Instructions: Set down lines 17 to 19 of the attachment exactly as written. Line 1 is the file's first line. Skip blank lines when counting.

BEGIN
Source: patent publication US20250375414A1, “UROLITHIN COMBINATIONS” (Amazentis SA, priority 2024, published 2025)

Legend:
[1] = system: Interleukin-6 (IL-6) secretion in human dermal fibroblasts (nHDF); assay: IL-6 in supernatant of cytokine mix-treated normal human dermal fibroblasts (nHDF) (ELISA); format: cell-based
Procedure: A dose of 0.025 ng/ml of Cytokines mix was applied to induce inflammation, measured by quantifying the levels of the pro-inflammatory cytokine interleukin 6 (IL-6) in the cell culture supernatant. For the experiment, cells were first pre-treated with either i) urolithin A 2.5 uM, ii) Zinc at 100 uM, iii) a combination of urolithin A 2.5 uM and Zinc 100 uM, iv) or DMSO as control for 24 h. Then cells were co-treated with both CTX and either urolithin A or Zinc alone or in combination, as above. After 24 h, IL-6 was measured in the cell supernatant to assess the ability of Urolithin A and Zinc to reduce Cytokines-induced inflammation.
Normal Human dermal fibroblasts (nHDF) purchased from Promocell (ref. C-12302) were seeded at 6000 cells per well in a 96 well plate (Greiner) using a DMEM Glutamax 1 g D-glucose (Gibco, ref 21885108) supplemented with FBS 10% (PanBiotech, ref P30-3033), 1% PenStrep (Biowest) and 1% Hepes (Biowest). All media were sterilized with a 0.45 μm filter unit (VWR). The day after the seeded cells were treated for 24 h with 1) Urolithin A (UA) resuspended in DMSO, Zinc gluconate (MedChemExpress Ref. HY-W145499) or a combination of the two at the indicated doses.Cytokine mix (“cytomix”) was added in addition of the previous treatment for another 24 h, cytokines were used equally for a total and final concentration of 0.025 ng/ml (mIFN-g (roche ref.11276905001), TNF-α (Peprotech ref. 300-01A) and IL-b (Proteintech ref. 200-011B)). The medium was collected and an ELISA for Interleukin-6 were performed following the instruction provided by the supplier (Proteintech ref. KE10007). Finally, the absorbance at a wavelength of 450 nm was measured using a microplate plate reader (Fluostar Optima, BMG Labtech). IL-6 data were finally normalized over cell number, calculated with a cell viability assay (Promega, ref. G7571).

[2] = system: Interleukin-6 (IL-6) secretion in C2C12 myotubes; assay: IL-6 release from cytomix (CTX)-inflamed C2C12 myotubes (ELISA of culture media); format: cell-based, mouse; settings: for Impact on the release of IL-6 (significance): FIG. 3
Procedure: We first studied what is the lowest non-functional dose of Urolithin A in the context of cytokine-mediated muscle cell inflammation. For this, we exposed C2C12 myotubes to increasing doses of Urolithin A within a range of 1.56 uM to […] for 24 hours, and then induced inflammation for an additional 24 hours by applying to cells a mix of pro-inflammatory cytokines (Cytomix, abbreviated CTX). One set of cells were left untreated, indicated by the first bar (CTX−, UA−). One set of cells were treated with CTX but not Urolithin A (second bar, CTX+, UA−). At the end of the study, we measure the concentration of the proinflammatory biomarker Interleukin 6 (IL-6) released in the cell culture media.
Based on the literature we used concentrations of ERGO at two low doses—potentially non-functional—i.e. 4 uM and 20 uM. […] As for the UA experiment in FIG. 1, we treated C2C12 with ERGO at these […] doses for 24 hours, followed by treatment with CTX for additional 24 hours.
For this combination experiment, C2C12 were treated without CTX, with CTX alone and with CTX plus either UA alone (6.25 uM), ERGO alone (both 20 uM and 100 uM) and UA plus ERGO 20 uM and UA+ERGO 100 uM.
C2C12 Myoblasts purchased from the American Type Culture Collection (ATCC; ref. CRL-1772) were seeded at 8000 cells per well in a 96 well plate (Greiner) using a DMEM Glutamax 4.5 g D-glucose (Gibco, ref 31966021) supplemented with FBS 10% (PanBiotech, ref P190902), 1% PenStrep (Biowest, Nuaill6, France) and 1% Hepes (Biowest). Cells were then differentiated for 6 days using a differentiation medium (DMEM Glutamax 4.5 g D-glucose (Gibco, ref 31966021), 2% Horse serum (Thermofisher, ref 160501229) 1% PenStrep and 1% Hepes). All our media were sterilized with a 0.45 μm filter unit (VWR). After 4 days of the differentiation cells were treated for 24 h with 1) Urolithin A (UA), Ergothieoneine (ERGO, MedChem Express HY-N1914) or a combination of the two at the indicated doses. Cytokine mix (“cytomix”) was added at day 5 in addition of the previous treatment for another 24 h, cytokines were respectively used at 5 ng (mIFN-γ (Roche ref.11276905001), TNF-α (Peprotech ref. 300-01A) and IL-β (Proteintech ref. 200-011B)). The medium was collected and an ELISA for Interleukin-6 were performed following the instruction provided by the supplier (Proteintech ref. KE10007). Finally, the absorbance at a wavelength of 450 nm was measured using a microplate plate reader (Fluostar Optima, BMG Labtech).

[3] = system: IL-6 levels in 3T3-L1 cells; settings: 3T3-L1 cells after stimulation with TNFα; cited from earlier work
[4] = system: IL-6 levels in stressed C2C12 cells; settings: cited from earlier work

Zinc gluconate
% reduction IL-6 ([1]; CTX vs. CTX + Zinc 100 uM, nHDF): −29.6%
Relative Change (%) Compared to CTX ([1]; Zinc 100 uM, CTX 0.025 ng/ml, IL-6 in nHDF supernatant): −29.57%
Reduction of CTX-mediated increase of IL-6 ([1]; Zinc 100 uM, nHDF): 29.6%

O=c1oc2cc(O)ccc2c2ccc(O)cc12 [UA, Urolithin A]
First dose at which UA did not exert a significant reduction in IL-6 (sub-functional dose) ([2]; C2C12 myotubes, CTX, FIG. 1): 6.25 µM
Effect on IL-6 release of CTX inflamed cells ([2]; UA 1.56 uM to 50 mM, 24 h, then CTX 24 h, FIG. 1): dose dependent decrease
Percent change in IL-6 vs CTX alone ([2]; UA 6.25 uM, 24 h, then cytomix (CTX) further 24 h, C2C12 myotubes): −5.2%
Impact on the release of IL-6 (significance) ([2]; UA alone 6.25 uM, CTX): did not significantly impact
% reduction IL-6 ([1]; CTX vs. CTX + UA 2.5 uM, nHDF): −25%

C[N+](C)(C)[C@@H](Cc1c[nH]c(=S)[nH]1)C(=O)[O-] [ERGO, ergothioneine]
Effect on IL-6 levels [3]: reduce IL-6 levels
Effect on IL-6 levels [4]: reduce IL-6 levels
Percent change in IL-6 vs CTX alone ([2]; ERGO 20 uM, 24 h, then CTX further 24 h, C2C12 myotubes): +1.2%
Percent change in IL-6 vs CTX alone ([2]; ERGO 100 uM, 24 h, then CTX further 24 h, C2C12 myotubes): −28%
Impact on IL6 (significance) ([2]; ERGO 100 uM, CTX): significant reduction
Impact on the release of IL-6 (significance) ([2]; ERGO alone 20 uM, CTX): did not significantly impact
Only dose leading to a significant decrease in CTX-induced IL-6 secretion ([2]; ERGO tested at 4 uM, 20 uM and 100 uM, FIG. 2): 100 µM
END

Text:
O=c1oc2cc(O)ccc2c2ccc(O)cc12 [UA, Urolithin A]
First dose at which UA did not exert a significant reduction in IL-6 (sub-functional dose) ([2]; C2C12 myotubes, CTX, FIG. 1): 6.25 µM
Effect on IL-6 release of CTX inflamed cells ([2]; UA 1.56 uM to 50 mM, 24 h, then CTX 24 h, FIG. 1): dose dependent decrease